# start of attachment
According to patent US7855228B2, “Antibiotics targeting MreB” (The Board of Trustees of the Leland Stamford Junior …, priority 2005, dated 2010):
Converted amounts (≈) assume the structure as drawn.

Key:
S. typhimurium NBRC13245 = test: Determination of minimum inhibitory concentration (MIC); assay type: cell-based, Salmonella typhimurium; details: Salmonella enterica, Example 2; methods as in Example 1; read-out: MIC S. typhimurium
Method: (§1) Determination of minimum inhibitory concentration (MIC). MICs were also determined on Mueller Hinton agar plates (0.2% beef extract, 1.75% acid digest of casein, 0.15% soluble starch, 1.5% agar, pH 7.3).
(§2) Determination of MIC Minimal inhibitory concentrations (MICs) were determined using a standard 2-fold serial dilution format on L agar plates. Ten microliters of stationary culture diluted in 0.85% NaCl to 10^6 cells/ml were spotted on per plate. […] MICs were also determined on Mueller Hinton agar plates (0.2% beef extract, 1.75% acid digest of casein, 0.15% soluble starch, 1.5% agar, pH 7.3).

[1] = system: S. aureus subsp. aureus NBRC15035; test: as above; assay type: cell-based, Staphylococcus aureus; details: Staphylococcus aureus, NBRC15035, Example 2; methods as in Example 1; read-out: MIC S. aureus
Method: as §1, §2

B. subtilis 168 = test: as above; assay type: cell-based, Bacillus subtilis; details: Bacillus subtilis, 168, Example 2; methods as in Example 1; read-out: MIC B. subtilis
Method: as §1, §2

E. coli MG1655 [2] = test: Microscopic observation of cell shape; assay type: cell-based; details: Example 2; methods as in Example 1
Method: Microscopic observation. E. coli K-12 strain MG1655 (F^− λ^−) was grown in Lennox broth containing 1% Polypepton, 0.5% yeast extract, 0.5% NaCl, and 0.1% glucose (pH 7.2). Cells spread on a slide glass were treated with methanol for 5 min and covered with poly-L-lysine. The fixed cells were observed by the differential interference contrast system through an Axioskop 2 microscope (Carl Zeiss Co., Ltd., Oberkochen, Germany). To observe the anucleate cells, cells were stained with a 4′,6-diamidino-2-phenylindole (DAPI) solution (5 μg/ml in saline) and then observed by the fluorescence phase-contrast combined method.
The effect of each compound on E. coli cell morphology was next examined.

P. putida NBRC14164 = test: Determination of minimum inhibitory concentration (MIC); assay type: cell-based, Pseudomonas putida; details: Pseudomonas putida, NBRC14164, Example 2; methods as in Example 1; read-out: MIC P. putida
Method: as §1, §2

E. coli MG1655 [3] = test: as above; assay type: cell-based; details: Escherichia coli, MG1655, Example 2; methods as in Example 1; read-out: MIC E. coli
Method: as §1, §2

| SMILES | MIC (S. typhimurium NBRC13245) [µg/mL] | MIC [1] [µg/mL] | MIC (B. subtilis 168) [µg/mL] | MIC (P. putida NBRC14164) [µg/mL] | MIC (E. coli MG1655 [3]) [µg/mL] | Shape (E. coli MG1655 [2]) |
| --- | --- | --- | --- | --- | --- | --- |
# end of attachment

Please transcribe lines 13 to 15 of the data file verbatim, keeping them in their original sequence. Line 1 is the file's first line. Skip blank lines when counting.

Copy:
The effect of each compound on E. coli cell morphology was next examined.

P. putida NBRC14164 = test: Determination of minimum inhibitory concentration (MIC); assay type: cell-based, Pseudomonas putida; details: Pseudomonas putida, NBRC14164, Example 2; methods as in Example 1; read-out: MIC P. putida
Method: as §1, §2